2020 Masseys Ditch Dredging Project

The project to dredge Massey’s Ditch, an important navigation channel in the Inland Bays, was completed on February 27, 2020. The demobilization and removal of equipment such as pipeline concluded in mid-March 2020.

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Shoreline and Waterway Management Section

The channel runs between Rehoboth Bay and Indian River Bay. The dredging project improved navigation for commercial and recreational boaters that use the channel to navigate in the Inland Bays. Additionally, the dredged material helped to re-nourish eroding ocean shoreline on the north side of Indian River Inlet.

The Project

Massey’s Ditch was dredged to a width of 100 feet and a depth of 7.5 feet below Mean Lower Low Water (MLLW). A contractor removed approximately 140,000 cubic yards of material from the channel and adjacent areas. These included the entrance to Baker’s Channel, on the north side of Lynch Thicket Island, and a large shoal between the south end of Lynch Thicket Island and Middle Island.

Dredging took place from the beginning of January 2020 to the end of February 2020.

Beneficial Use

The beach on the north side of Indian River Inlet. Aerial Photograph by Cody Croswell.

The material that was dredged was primarily beach-quality sand. Using it to re-nourish the beach north of the inlet provided erosion and storm damage protection to the Route 1 highway and bridge approach. This material also helped to restore a popular public recreational beach area.

The dredged sand was pumped onto the beach where waves and currents helped spread it to the north and south. This cost-saving strategy reduced the need to use heavy equipment on the beach. Even though the project was done during the winter when there aren’t many people in the water, the DNREC Recreational Waters Program tested the water quality during the project and observed that the project did not negatively affect the water quality at the beach.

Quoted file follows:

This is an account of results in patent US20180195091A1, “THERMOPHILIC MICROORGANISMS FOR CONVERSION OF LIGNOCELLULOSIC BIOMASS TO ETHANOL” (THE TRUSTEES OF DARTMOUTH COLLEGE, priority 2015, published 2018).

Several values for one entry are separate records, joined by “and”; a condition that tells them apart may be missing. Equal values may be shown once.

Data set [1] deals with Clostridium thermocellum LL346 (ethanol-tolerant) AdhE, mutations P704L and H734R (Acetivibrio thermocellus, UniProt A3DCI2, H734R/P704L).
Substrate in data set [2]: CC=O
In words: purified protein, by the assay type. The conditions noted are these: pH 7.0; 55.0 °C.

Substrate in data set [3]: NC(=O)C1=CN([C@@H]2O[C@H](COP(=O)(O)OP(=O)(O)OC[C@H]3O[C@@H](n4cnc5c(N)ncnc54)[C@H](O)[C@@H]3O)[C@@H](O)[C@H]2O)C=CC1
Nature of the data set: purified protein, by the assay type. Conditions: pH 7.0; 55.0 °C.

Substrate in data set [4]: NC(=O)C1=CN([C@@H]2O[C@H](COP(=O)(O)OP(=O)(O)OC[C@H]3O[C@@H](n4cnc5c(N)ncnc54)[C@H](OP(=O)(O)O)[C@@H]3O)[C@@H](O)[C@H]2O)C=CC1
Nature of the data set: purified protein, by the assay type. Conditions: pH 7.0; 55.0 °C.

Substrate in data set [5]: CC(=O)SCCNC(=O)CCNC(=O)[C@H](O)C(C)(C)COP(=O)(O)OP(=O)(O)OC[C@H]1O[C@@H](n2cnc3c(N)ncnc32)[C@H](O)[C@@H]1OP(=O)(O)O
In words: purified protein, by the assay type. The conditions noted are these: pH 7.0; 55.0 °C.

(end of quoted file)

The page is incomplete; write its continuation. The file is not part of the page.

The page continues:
The Division of Watershed Stewardship tries to use dredged sediment in a beneficial way whenever possible. This project, which cleared sand from a shoaled channel and placed it on an eroding beach area, is an example of efficient and beneficial use of dredged material.

Along with the dredging, a monitoring project began in partnership between DNREC and the University of Delaware that will study how the beach changes as a result of the project. The project will help shoreline managers understand if the methods used during this project could be improved in the future.

Contractor and Funding

A contractor's dredge in action, clearing the Massey's Ditch channel. Aerial Photograph by Driscoll Drones.

J. F. Brennan Company of La Crosse, Wisconsin was the contractor for the project. The base bid to remove 100,000 cubic yards of sand from the channel was $3.6 million.

Upon starting the project, the contractor discovered that about 45,000 cubic yards of additional sand was available. DNREC made the decision to dredge as much as possible because of the dual benefits to navigation and the beach.

The total cost of the project after adjusting for the additional material is approximately $4.6 million. The project funding came from the state’s Waterway Management Fund, Beach Preservation fund, and annual appropriations from the General Assembly.

The Massey’s Landing channel is one of about a dozen federally-authorized channels in Delaware. It is the responsibility of the U. S. Army Corps of Engineers to operate and maintain the navigability of these waterways. This includes maintenance dredging where necessary and channel condition surveys.

However, federal funding has not kept pace with dredging and infrastructure repair costs for these channels. Limited federal resources are often focused on channels that support commercial tonnage and are considered to be economically high-performing. The Massey’s Ditch project does not compete well in the Corps’ process for determining dredging needs. It has not received federal funding since the 1970s.

In the absence of federal funding, the State has paid for dredging of Massey’s Ditch five times since the 1980s.